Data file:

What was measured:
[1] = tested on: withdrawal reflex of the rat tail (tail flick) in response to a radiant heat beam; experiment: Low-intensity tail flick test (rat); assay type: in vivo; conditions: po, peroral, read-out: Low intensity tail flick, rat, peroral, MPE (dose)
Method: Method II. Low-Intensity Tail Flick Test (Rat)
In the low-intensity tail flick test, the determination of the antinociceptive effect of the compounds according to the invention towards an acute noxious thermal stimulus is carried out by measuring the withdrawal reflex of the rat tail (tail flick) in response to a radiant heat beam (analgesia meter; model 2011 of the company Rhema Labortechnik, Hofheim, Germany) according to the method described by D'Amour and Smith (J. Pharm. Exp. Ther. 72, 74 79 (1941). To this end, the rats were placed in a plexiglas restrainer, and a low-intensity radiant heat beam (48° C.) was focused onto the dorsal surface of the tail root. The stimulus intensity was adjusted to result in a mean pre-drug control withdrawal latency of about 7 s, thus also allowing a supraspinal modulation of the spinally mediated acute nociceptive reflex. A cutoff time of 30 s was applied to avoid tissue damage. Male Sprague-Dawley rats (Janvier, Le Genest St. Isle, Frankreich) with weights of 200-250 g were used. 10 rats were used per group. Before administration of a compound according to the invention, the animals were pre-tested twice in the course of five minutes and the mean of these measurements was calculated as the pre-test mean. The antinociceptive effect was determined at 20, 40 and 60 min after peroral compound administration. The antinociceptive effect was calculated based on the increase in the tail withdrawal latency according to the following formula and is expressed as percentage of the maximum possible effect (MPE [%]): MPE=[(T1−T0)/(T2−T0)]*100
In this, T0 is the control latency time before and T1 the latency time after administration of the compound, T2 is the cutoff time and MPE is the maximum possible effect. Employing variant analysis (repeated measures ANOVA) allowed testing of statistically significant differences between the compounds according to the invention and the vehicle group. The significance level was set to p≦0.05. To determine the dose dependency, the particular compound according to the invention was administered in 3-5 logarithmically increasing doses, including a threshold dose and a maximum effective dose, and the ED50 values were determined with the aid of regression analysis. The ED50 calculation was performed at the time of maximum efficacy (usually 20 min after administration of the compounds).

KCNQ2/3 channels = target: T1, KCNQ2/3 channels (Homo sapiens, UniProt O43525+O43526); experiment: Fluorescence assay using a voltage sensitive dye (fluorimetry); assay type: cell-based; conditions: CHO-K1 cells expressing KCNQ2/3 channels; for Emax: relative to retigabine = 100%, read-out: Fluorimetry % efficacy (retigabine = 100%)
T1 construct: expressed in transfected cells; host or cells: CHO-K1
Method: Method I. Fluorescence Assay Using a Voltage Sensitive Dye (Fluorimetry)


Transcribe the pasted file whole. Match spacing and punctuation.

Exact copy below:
What was measured:
[1] = tested on: withdrawal reflex of the rat tail (tail flick) in response to a radiant heat beam; experiment: Low-intensity tail flick test (rat); assay type: in vivo; conditions: po, peroral, read-out: Low intensity tail flick, rat, peroral, MPE (dose)
Method: Method II. Low-Intensity Tail Flick Test (Rat)
In the low-intensity tail flick test, the determination of the antinociceptive effect of the compounds according to the invention towards an acute noxious thermal stimulus is carried out by measuring the withdrawal reflex of the rat tail (tail flick) in response to a radiant heat beam (analgesia meter; model 2011 of the company Rhema Labortechnik, Hofheim, Germany) according to the method described by D'Amour and Smith (J. Pharm. Exp. Ther. 72, 74 79 (1941). To this end, the rats were placed in a plexiglas restrainer, and a low-intensity radiant heat beam (48° C.) was focused onto the dorsal surface of the tail root. The stimulus intensity was adjusted to result in a mean pre-drug control withdrawal latency of about 7 s, thus also allowing a supraspinal modulation of the spinally mediated acute nociceptive reflex. A cutoff time of 30 s was applied to avoid tissue damage. Male Sprague-Dawley rats (Janvier, Le Genest St. Isle, Frankreich) with weights of 200-250 g were used. 10 rats were used per group. Before administration of a compound according to the invention, the animals were pre-tested twice in the course of five minutes and the mean of these measurements was calculated as the pre-test mean. The antinociceptive effect was determined at 20, 40 and 60 min after peroral compound administration. The antinociceptive effect was calculated based on the increase in the tail withdrawal latency according to the following formula and is expressed as percentage of the maximum possible effect (MPE [%]): MPE=[(T1−T0)/(T2−T0)]*100
In this, T0 is the control latency time before and T1 the latency time after administration of the compound, T2 is the cutoff time and MPE is the maximum possible effect. Employing variant analysis (repeated measures ANOVA) allowed testing of statistically significant differences between the compounds according to the invention and the vehicle group. The significance level was set to p≦0.05. To determine the dose dependency, the particular compound according to the invention was administered in 3-5 logarithmically increasing doses, including a threshold dose and a maximum effective dose, and the ED50 values were determined with the aid of regression analysis. The ED50 calculation was performed at the time of maximum efficacy (usually 20 min after administration of the compounds).

KCNQ2/3 channels = target: T1, KCNQ2/3 channels (Homo sapiens, UniProt O43525+O43526); experiment: Fluorescence assay using a voltage sensitive dye (fluorimetry); assay type: cell-based; conditions: CHO-K1 cells expressing KCNQ2/3 channels; for Emax: relative to retigabine = 100%, read-out: Fluorimetry % efficacy (retigabine = 100%)
T1 construct: expressed in transfected cells; host or cells: CHO-K1
Method: Method I. Fluorescence Assay Using a Voltage Sensitive Dye (Fluorimetry)